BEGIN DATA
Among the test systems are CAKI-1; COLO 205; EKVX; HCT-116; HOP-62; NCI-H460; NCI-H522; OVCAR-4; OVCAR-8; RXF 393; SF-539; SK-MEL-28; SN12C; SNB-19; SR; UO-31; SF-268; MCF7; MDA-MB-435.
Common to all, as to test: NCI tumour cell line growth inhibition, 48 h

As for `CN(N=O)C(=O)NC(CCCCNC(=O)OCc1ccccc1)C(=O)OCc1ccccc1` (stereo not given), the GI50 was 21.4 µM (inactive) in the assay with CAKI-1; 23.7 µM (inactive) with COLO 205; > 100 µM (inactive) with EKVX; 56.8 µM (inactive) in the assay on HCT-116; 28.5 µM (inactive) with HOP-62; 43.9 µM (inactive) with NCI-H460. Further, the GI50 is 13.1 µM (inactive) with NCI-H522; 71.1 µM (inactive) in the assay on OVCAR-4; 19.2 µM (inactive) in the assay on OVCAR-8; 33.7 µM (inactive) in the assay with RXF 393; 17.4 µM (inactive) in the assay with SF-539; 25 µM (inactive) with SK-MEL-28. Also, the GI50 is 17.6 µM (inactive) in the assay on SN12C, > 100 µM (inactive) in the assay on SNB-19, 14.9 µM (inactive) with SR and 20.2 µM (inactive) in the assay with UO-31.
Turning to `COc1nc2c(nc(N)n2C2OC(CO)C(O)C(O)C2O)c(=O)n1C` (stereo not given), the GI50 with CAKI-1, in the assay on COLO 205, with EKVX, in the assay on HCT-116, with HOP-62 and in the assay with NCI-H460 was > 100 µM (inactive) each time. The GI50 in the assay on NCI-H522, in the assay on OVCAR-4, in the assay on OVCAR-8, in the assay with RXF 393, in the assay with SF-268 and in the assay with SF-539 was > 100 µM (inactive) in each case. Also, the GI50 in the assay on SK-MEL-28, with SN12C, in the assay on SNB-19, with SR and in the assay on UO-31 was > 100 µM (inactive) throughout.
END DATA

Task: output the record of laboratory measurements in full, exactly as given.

Among the test systems are CAKI-1; COLO 205; EKVX; HCT-116; HOP-62; NCI-H460; NCI-H522; OVCAR-4; OVCAR-8; RXF 393; SF-539; SK-MEL-28; SN12C; SNB-19; SR; UO-31; SF-268; MCF7; MDA-MB-435.
Common to all, as to test: NCI tumour cell line growth inhibition, 48 h

As for `CN(N=O)C(=O)NC(CCCCNC(=O)OCc1ccccc1)C(=O)OCc1ccccc1` (stereo not given), the GI50 was 21.4 µM (inactive) in the assay with CAKI-1; 23.7 µM (inactive) with COLO 205; > 100 µM (inactive) with EKVX; 56.8 µM (inactive) in the assay on HCT-116; 28.5 µM (inactive) with HOP-62; 43.9 µM (inactive) with NCI-H460. Further, the GI50 is 13.1 µM (inactive) with NCI-H522; 71.1 µM (inactive) in the assay on OVCAR-4; 19.2 µM (inactive) in the assay on OVCAR-8; 33.7 µM (inactive) in the assay with RXF 393; 17.4 µM (inactive) in the assay with SF-539; 25 µM (inactive) with SK-MEL-28. Also, the GI50 is 17.6 µM (inactive) in the assay on SN12C, > 100 µM (inactive) in the assay on SNB-19, 14.9 µM (inactive) with SR and 20.2 µM (inactive) in the assay with UO-31.
Turning to `COc1nc2c(nc(N)n2C2OC(CO)C(O)C(O)C2O)c(=O)n1C` (stereo not given), the GI50 with CAKI-1, in the assay on COLO 205, with EKVX, in the assay on HCT-116, with HOP-62 and in the assay with NCI-H460 was > 100 µM (inactive) each time. The GI50 in the assay on NCI-H522, in the assay on OVCAR-4, in the assay on OVCAR-8, in the assay with RXF 393, in the assay with SF-268 and in the assay with SF-539 was > 100 µM (inactive) in each case. Also, the GI50 in the assay on SK-MEL-28, with SN12C, in the assay on SNB-19, with SR and in the assay on UO-31 was > 100 µM (inactive) throughout.